LPS’ First Look report is derived from its loan-level database representing approximately 70 percent of the overall market.

Tara Steele is the News Director at The American Genius, covering entrepreneur, real estate, technology news and everything in between. If you'd like to reach Tara with a question, comment, press release or hot news tip, simply click the link below.

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  1. gabesanders

    December 22, 2012 at 3:23 pm

    There are a lot of mines in the field leading to the recovery.

    • AGBeat

      December 22, 2012 at 4:48 pm

      @gabesanders We agree, Gabe.

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Austin tops the list of best places to buy a home

When looking to buy a home, taking the long view is important before making such a huge investment – where are the best places to make that commitment?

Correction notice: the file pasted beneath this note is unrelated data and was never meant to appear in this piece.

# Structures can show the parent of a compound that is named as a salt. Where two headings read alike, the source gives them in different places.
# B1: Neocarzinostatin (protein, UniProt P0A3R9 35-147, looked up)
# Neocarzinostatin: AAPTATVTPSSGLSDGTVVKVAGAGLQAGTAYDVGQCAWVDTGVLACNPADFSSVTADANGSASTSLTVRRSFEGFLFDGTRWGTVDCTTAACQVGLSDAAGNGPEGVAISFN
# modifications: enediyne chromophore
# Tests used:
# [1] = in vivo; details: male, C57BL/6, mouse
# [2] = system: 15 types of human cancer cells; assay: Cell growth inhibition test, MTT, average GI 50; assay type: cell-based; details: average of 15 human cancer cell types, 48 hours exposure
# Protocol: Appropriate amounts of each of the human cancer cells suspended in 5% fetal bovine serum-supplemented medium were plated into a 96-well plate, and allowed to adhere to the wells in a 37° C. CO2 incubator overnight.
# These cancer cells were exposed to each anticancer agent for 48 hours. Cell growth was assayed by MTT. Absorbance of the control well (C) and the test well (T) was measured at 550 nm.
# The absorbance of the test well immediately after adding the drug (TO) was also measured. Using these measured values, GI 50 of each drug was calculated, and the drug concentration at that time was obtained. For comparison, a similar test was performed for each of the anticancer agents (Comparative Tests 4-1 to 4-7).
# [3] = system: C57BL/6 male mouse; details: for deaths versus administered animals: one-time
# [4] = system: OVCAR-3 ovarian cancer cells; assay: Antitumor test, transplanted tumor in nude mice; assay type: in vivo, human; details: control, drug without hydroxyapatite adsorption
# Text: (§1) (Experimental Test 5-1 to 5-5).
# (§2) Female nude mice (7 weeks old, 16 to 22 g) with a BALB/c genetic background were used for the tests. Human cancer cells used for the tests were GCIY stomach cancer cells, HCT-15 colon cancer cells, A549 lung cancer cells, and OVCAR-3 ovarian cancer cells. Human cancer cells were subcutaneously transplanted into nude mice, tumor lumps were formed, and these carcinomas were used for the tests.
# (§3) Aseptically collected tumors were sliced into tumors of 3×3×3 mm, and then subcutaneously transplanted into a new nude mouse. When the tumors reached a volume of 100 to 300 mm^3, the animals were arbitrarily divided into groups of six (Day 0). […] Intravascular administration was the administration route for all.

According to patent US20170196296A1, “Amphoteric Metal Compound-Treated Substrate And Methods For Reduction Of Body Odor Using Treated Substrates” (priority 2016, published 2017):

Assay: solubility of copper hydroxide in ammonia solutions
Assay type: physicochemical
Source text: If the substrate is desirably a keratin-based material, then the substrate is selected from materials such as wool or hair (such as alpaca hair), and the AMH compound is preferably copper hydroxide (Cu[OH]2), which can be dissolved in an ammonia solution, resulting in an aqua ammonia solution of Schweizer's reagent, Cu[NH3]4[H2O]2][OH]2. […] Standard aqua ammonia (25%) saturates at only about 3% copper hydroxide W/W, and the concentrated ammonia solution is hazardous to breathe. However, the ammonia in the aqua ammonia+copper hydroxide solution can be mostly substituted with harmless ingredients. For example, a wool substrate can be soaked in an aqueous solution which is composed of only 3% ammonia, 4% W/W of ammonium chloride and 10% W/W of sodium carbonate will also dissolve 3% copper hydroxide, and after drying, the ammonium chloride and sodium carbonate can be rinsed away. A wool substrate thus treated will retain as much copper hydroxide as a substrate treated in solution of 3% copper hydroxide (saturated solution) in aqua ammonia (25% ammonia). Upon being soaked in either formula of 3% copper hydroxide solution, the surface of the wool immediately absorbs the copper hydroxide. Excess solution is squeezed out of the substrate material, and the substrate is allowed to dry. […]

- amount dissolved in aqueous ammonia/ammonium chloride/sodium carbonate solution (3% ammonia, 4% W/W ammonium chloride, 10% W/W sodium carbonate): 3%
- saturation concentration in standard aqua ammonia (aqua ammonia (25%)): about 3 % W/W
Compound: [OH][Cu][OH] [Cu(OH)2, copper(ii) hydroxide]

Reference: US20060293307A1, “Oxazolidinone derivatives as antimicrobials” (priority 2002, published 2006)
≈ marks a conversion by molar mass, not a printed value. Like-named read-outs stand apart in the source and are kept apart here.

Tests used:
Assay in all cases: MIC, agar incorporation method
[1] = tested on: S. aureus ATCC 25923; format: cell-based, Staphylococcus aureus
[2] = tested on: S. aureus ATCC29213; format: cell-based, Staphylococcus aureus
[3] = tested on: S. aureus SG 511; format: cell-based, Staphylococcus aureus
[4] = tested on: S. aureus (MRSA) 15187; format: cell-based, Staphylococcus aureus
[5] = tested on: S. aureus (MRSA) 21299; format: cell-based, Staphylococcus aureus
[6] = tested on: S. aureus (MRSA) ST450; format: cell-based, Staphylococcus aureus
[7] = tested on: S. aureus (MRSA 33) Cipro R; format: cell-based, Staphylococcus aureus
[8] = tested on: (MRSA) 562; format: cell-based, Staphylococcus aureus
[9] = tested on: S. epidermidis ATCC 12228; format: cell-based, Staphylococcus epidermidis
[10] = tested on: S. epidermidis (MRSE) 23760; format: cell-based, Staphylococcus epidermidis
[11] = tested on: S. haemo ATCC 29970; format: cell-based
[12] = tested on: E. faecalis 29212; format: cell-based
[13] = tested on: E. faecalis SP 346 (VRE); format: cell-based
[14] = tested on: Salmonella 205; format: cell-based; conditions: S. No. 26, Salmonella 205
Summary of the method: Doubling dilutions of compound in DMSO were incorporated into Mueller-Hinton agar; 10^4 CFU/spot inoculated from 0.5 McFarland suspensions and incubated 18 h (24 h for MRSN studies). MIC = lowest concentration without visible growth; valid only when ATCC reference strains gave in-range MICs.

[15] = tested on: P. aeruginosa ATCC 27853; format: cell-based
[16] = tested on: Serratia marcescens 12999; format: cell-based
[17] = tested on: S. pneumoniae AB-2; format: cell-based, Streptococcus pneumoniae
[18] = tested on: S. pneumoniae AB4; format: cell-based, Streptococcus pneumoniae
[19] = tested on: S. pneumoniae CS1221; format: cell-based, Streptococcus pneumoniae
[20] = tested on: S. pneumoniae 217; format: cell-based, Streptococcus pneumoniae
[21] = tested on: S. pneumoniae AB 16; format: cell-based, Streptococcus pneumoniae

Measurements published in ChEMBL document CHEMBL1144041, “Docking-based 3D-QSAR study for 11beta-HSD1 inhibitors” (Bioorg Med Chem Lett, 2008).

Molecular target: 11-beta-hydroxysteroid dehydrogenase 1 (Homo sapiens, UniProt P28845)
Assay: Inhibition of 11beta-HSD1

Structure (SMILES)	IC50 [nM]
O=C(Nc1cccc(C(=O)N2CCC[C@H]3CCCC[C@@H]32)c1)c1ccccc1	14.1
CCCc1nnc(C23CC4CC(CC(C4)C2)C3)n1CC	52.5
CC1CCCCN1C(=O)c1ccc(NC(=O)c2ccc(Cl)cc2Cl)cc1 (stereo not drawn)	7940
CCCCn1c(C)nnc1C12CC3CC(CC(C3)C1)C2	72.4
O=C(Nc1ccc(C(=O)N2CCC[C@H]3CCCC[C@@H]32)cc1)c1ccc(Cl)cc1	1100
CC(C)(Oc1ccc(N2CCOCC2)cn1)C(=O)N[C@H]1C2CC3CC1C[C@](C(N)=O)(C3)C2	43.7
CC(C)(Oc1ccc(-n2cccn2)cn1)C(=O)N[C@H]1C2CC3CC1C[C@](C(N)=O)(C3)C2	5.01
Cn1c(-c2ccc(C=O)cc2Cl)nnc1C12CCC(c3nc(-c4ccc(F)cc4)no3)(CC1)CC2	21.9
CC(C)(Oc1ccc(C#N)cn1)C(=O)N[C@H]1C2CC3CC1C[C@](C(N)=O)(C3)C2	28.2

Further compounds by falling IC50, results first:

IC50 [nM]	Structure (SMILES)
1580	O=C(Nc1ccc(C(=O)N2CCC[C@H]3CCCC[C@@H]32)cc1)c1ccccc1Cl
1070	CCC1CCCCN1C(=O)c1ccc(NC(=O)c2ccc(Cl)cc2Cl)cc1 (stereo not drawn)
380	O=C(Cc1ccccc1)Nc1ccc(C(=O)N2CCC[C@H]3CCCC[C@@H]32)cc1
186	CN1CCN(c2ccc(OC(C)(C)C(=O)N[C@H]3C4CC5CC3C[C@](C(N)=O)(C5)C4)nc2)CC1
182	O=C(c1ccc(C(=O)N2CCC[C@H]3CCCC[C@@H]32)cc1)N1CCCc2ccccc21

Looking at the bigger picture

(REALUOSO.COM) – Let us first express that although we are completely biased about Texas (we’re headquartered here, I personally grew up here), the data is not – Texas is the best. That’s a scientific fact. There’s a running joke in Austin that if there is a list of “best places to [anything],” we’re on it, and the joke causes eye rolls instead of humility (we’re sore winners and sore losers in this town).

That said, dug into the data and determined that the top 12 places to buy a home are currently Texas and North Carolina (and Portland, I guess you’re okay too or whatever).

They examined the nerdiest of numbers from the compound annual growth rate in inflation-adjusted GDP to cost premium, affordability, taxes, job growth, and housing availability.

“Buying a house is a big decision and a big commitment,” the company notes. “Although U.S. home prices have risen in the long term, the last decade has shown that path is sometimes full of twists, turns, dizzying heights and steep, abrupt falls. Today, home prices are stabilizing and increasing in most areas of the U.S.”